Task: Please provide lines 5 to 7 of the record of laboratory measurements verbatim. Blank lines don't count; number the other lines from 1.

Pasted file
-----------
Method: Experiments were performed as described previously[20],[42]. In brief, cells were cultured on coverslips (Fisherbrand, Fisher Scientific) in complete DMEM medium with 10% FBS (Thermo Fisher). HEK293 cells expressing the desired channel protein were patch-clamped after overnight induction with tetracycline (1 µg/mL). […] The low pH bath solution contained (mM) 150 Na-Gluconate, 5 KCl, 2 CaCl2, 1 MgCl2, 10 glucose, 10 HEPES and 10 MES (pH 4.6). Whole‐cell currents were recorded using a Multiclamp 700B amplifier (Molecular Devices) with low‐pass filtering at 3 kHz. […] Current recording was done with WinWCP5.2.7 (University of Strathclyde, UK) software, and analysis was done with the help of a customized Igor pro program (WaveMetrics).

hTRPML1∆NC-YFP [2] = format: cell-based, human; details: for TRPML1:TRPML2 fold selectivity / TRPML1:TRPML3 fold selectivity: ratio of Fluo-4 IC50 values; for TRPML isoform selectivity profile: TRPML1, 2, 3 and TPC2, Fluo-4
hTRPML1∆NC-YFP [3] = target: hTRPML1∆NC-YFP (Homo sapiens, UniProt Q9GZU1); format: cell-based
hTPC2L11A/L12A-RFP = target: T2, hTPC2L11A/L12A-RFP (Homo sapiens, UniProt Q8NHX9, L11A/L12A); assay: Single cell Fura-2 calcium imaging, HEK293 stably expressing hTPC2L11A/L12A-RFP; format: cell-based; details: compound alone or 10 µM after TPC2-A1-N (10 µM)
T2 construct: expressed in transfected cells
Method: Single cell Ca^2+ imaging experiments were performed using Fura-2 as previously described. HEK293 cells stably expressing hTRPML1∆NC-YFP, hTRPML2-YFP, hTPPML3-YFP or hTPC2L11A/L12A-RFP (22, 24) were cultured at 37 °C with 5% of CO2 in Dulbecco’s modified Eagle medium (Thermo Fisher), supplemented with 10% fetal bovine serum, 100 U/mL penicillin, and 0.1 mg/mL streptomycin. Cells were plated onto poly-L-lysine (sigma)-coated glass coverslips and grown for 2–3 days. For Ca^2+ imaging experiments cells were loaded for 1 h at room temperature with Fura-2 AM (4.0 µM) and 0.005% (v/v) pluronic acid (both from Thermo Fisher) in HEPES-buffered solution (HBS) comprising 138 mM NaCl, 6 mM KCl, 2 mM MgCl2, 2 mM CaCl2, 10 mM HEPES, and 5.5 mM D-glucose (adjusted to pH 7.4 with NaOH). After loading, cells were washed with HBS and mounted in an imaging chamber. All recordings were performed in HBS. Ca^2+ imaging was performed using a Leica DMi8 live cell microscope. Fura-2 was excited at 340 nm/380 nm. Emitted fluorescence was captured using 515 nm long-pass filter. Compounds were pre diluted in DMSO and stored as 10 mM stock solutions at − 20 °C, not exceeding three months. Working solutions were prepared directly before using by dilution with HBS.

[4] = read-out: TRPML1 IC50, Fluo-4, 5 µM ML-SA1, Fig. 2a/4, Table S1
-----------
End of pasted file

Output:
T2 construct: expressed in transfected cells
Method: Single cell Ca^2+ imaging experiments were performed using Fura-2 as previously described. HEK293 cells stably expressing hTRPML1∆NC-YFP, hTRPML2-YFP, hTPPML3-YFP or hTPC2L11A/L12A-RFP (22, 24) were cultured at 37 °C with 5% of CO2 in Dulbecco’s modified Eagle medium (Thermo Fisher), supplemented with 10% fetal bovine serum, 100 U/mL penicillin, and 0.1 mg/mL streptomycin. Cells were plated onto poly-L-lysine (sigma)-coated glass coverslips and grown for 2–3 days. For Ca^2+ imaging experiments cells were loaded for 1 h at room temperature with Fura-2 AM (4.0 µM) and 0.005% (v/v) pluronic acid (both from Thermo Fisher) in HEPES-buffered solution (HBS) comprising 138 mM NaCl, 6 mM KCl, 2 mM MgCl2, 2 mM CaCl2, 10 mM HEPES, and 5.5 mM D-glucose (adjusted to pH 7.4 with NaOH). After loading, cells were washed with HBS and mounted in an imaging chamber. All recordings were performed in HBS. Ca^2+ imaging was performed using a Leica DMi8 live cell microscope. Fura-2 was excited at 340 nm/380 nm. Emitted fluorescence was captured using 515 nm long-pass filter. Compounds were pre diluted in DMSO and stored as 10 mM stock solutions at − 20 °C, not exceeding three months. Working solutions were prepared directly before using by dilution with HBS.

[4] = read-out: TRPML1 IC50, Fluo-4, 5 µM ML-SA1, Fig. 2a/4, Table S1